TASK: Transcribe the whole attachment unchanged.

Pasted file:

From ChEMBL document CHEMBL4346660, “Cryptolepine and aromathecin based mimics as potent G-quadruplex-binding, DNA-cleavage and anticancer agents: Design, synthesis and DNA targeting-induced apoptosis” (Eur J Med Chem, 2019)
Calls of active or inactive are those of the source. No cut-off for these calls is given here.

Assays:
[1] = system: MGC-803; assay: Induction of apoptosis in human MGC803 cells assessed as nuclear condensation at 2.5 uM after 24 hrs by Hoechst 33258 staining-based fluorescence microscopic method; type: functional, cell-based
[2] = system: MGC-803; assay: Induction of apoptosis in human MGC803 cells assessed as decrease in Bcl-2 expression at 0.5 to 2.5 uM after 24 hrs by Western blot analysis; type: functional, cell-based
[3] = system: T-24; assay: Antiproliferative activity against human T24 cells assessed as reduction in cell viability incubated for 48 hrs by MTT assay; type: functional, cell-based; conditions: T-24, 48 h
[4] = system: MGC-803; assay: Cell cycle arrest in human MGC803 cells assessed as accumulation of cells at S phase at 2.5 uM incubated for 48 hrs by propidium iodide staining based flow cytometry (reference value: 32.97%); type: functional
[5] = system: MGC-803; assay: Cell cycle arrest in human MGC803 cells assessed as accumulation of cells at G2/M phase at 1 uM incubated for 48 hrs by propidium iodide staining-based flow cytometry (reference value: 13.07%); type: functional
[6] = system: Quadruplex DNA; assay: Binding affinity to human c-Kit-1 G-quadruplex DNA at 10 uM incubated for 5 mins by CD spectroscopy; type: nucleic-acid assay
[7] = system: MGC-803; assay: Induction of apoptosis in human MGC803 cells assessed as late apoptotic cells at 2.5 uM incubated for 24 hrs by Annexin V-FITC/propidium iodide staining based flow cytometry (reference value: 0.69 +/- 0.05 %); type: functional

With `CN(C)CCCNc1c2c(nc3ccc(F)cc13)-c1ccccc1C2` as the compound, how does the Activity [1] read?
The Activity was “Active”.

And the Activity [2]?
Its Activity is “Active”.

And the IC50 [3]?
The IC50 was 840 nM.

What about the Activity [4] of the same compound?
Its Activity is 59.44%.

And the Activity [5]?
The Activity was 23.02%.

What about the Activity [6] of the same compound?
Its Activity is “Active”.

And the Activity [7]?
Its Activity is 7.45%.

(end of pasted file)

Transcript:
From ChEMBL document CHEMBL4346660, “Cryptolepine and aromathecin based mimics as potent G-quadruplex-binding, DNA-cleavage and anticancer agents: Design, synthesis and DNA targeting-induced apoptosis” (Eur J Med Chem, 2019)
Calls of active or inactive are those of the source. No cut-off for these calls is given here.

Assays:
[1] = system: MGC-803; assay: Induction of apoptosis in human MGC803 cells assessed as nuclear condensation at 2.5 uM after 24 hrs by Hoechst 33258 staining-based fluorescence microscopic method; type: functional, cell-based
[2] = system: MGC-803; assay: Induction of apoptosis in human MGC803 cells assessed as decrease in Bcl-2 expression at 0.5 to 2.5 uM after 24 hrs by Western blot analysis; type: functional, cell-based
[3] = system: T-24; assay: Antiproliferative activity against human T24 cells assessed as reduction in cell viability incubated for 48 hrs by MTT assay; type: functional, cell-based; conditions: T-24, 48 h
[4] = system: MGC-803; assay: Cell cycle arrest in human MGC803 cells assessed as accumulation of cells at S phase at 2.5 uM incubated for 48 hrs by propidium iodide staining based flow cytometry (reference value: 32.97%); type: functional
[5] = system: MGC-803; assay: Cell cycle arrest in human MGC803 cells assessed as accumulation of cells at G2/M phase at 1 uM incubated for 48 hrs by propidium iodide staining-based flow cytometry (reference value: 13.07%); type: functional
[6] = system: Quadruplex DNA; assay: Binding affinity to human c-Kit-1 G-quadruplex DNA at 10 uM incubated for 5 mins by CD spectroscopy; type: nucleic-acid assay
[7] = system: MGC-803; assay: Induction of apoptosis in human MGC803 cells assessed as late apoptotic cells at 2.5 uM incubated for 24 hrs by Annexin V-FITC/propidium iodide staining based flow cytometry (reference value: 0.69 +/- 0.05 %); type: functional

With `CN(C)CCCNc1c2c(nc3ccc(F)cc13)-c1ccccc1C2` as the compound, how does the Activity [1] read?
The Activity was “Active”.

And the Activity [2]?
Its Activity is “Active”.

And the IC50 [3]?
The IC50 was 840 nM.

What about the Activity [4] of the same compound?
Its Activity is 59.44%.

And the Activity [5]?
The Activity was 23.02%.

What about the Activity [6] of the same compound?
Its Activity is “Active”.

And the Activity [7]?
Its Activity is 7.45%.